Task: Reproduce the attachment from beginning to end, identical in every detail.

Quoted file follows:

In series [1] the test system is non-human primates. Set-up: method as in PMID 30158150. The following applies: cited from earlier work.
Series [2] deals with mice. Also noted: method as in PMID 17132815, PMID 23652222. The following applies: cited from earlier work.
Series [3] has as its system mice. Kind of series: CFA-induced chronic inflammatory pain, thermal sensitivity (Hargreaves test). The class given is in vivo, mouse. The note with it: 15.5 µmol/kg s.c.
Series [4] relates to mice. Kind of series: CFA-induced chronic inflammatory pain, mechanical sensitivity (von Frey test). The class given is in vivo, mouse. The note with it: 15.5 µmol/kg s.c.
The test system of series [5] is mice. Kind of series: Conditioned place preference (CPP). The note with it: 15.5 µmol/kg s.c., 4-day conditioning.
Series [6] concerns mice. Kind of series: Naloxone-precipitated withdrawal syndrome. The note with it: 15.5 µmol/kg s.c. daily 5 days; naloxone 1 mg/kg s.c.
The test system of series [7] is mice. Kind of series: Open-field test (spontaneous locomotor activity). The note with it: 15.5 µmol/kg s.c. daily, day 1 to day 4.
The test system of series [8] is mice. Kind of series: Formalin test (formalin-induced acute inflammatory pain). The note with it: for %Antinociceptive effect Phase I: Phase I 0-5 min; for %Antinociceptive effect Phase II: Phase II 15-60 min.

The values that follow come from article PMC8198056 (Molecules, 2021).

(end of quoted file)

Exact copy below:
In series [1] the test system is non-human primates. Set-up: method as in PMID 30158150. The following applies: cited from earlier work.
Series [2] deals with mice. Also noted: method as in PMID 17132815, PMID 23652222. The following applies: cited from earlier work.
Series [3] has as its system mice. Kind of series: CFA-induced chronic inflammatory pain, thermal sensitivity (Hargreaves test). The class given is in vivo, mouse. The note with it: 15.5 µmol/kg s.c.
Series [4] relates to mice. Kind of series: CFA-induced chronic inflammatory pain, mechanical sensitivity (von Frey test). The class given is in vivo, mouse. The note with it: 15.5 µmol/kg s.c.
The test system of series [5] is mice. Kind of series: Conditioned place preference (CPP). The note with it: 15.5 µmol/kg s.c., 4-day conditioning.
Series [6] concerns mice. Kind of series: Naloxone-precipitated withdrawal syndrome. The note with it: 15.5 µmol/kg s.c. daily 5 days; naloxone 1 mg/kg s.c.
The test system of series [7] is mice. Kind of series: Open-field test (spontaneous locomotor activity). The note with it: 15.5 µmol/kg s.c. daily, day 1 to day 4.
The test system of series [8] is mice. Kind of series: Formalin test (formalin-induced acute inflammatory pain). The note with it: for %Antinociceptive effect Phase I: Phase I 0-5 min; for %Antinociceptive effect Phase II: Phase II 15-60 min.

The values that follow come from article PMC8198056 (Molecules, 2021).